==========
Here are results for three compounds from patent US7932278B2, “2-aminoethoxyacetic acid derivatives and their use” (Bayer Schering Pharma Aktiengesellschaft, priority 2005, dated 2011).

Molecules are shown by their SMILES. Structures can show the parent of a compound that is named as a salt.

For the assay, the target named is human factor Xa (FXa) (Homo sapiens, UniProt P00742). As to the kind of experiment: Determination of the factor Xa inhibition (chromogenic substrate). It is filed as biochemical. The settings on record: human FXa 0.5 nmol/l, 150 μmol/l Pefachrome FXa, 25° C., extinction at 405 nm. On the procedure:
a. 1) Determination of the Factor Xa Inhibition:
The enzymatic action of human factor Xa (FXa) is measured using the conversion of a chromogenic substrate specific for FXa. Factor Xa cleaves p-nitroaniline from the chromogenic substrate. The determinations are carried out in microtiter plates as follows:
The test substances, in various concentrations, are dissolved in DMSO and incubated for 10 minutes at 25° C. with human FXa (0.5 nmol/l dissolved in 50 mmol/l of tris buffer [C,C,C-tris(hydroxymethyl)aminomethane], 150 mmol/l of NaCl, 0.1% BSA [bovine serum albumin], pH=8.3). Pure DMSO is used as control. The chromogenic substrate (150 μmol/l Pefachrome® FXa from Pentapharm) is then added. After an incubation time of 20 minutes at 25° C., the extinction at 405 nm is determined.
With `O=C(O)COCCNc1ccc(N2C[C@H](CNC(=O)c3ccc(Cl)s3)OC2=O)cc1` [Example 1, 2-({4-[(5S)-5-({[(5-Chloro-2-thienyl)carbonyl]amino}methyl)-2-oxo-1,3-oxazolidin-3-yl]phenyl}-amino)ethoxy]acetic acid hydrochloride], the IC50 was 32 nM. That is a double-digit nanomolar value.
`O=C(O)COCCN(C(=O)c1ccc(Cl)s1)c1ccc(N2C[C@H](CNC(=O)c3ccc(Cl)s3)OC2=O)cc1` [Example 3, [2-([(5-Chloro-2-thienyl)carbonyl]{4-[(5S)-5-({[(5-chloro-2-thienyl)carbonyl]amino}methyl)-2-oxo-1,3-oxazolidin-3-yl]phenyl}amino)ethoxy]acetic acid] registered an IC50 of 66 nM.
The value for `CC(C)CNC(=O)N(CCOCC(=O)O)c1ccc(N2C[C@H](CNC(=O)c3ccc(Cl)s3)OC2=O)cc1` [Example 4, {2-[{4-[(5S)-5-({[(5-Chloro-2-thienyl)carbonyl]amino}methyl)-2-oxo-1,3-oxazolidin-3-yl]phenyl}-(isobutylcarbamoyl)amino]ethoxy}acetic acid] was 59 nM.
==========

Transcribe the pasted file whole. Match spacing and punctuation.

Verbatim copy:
Here are results for three compounds from patent US7932278B2, “2-aminoethoxyacetic acid derivatives and their use” (Bayer Schering Pharma Aktiengesellschaft, priority 2005, dated 2011).

Molecules are shown by their SMILES. Structures can show the parent of a compound that is named as a salt.

For the assay, the target named is human factor Xa (FXa) (Homo sapiens, UniProt P00742). As to the kind of experiment: Determination of the factor Xa inhibition (chromogenic substrate). It is filed as biochemical. The settings on record: human FXa 0.5 nmol/l, 150 μmol/l Pefachrome FXa, 25° C., extinction at 405 nm. On the procedure:
a. 1) Determination of the Factor Xa Inhibition:
The enzymatic action of human factor Xa (FXa) is measured using the conversion of a chromogenic substrate specific for FXa. Factor Xa cleaves p-nitroaniline from the chromogenic substrate. The determinations are carried out in microtiter plates as follows:
The test substances, in various concentrations, are dissolved in DMSO and incubated for 10 minutes at 25° C. with human FXa (0.5 nmol/l dissolved in 50 mmol/l of tris buffer [C,C,C-tris(hydroxymethyl)aminomethane], 150 mmol/l of NaCl, 0.1% BSA [bovine serum albumin], pH=8.3). Pure DMSO is used as control. The chromogenic substrate (150 μmol/l Pefachrome® FXa from Pentapharm) is then added. After an incubation time of 20 minutes at 25° C., the extinction at 405 nm is determined.
With `O=C(O)COCCNc1ccc(N2C[C@H](CNC(=O)c3ccc(Cl)s3)OC2=O)cc1` [Example 1, 2-({4-[(5S)-5-({[(5-Chloro-2-thienyl)carbonyl]amino}methyl)-2-oxo-1,3-oxazolidin-3-yl]phenyl}-amino)ethoxy]acetic acid hydrochloride], the IC50 was 32 nM. That is a double-digit nanomolar value.
`O=C(O)COCCN(C(=O)c1ccc(Cl)s1)c1ccc(N2C[C@H](CNC(=O)c3ccc(Cl)s3)OC2=O)cc1` [Example 3, [2-([(5-Chloro-2-thienyl)carbonyl]{4-[(5S)-5-({[(5-chloro-2-thienyl)carbonyl]amino}methyl)-2-oxo-1,3-oxazolidin-3-yl]phenyl}amino)ethoxy]acetic acid] registered an IC50 of 66 nM.
The value for `CC(C)CNC(=O)N(CCOCC(=O)O)c1ccc(N2C[C@H](CNC(=O)c3ccc(Cl)s3)OC2=O)cc1` [Example 4, {2-[{4-[(5S)-5-({[(5-Chloro-2-thienyl)carbonyl]amino}methyl)-2-oxo-1,3-oxazolidin-3-yl]phenyl}-(isobutylcarbamoyl)amino]ethoxy}acetic acid] was 59 nM.